Hair Loss And Herbs.
All individuals across the world are identified by distinct physical attributes, which are unique to each one of them. The hair on a person’s head is a very important distinguishing physical attribute in this regard. However, the human hair is susceptible to the onset of many problems and can easily lose its luster over a period of time. It may also thin out or fall off resulting in baldness. Hair loss is one of the most common complaints around the world, with baldness being seen as in a distinctive negative light in most cultures and people placing a premium on having good hair. Baldness tends to affect more males, but females are not immune from this disorder – however, males and females tend to suffer from distinctly different patterns of baldness. In fact, as people grow older, the greater is the chance that they will be affected by the male or female pattern of baldness, which is due to hereditary androgenic alopecia or AGA. The age is a very important determinant of hair loss, with older people showing greater loss of hair in general. Some types of herbal extracts may stem this problem in such people, where other attempts to reverse the hair loss have failed. Since hair loss is considered to be such a nuisance, it is perhaps best to understand first, what actually lies behind the phenomenon of hair loss and baldness – so as to develop treatments for it.
Hair and Hair Loss:
Hair grows from follicles arising on the scalp on the head. Every follicle of hair has a small bulb-shaped structure known as a dermal papilla at its base where it comes out of the scalp. This bulb like structure is extremely sensitive to physiological stimulus from many types of hormones and is also affected by other chemicals that are secreted by the body or ingested in medications – the action of hormones or chemicals affects hair growth and health in various ways. Male pattern balding, for example, has a hormonal cause in many cases.
Men are most susceptible to a receding hairline – the classic form of male pattern baldness, and many of them have a genetic predisposition to this phenomenon though some women may also show such signs of balding in rare instances. There are two main ways in which hair loss occurs with age in most people. In the type of hair loss most common in men, the hairline recedes; on the other hand, in the type of hair loss most commonly seen in women, the hair follicles tend to thin out over larger areas of the scalp – resulting in a patch of baldness. In both these cases, the thinning of hair or receding hairline is induced by hormonal changes brought on by the actions of a testosterone affecting enzyme present in the dermal papilla – this enzyme is known as 5-alpha-reductase.
The major biochemical action of this particular enzyme is the conversion of the male hormone testosterone into a secondary product known as dihydrotestosterone – DHT in short, which is far more potent than testosterone in activity. As more DHT is converted biochemically from testosterone, they attach to receptor sites in the hair follicles in greater numbers, as hair follicles have a larger number of androgen receptors to which the more potent DHT molecules can attach themselves. This overproduction of DHT from testosterone over a long period of time starts to affect the hair follicles, especially in men. Hair growth is affected as this compound degrades and shortens the active phase of the hair on the scalp, the results are the steady thinning out of hair and the final loss of hair on the scalp. All chemical compounds and products that have the intrinsic capacity to inhibit the action of this enzyme have the greatest chance of preventing and slowing down, or even completely reversing the loss of hair on the scalp.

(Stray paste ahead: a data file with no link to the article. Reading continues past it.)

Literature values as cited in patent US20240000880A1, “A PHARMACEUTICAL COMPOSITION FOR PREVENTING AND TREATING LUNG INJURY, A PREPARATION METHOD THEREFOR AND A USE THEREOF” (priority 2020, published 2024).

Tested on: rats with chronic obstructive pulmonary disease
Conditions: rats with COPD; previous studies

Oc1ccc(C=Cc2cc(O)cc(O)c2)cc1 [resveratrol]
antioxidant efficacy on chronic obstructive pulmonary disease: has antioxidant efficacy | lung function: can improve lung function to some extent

Preventing Hair Loss:
Herbal extracts can help stem hair loss. In fact, a new ingredient found in some hair care products currently on sale is an extract of the lignans present in flaxseeds. This particular extract has very high amounts of a phytoestrogen compound simply known as SDG. The compounds found in these plant extracts strongly inhibit the activity of the 5-alpha-reductase enzyme. Plant-based extracts that have chemical compounds capable of removing excess cholesterol from the body may also be beneficial in the prevention of hair loss. This primary sterol is the chemical building material for the male hormone testosterone; any inhibition of testosterone will also curb excess DHT production and may prove beneficial.
In addition, the metabolization and effectiveness of these herbal extracts are increased by the use of a mixture of B vitamins, including folate, and the vitamin biotin. The addition of these nutrients will increase the bioavailability of the compounds in the herbal extracts. The addition of the nutrients also strengthens the hair and results in better-looking hair and a healthier scalp. The actual effectiveness and efficiency of various herbal compounds on hair growth is currently being studied in many laboratories around the world.
While herbal treatments may be effective, the results do not always show immediately and patience is required. This is because human hair grows at a rate of about a centimeter every month, the reduction in hair loss may only be apparent in three months time. Any new growth of hair could take four to six months to be noticeable to the person. The rate of hair loss and the balding pattern will gradually fall back to the same state when or if the treatment is halted for any reason.
A Few Herbs that Could Help:
The silicon rich horsetail herb keeps hair very strong and adds luster to hair. The Chinese dong Quai herb is rich in phytoestrogens that can even help reverse baldness and hair loss. Herbs like the nettle, aloe vera and the leaves of the birch help clean the skin and promote a growth of hair on the scalp. Saw palmetto may have the ability to actively inhibit DHT production, therefore stopping hair loss due to hormonal changes.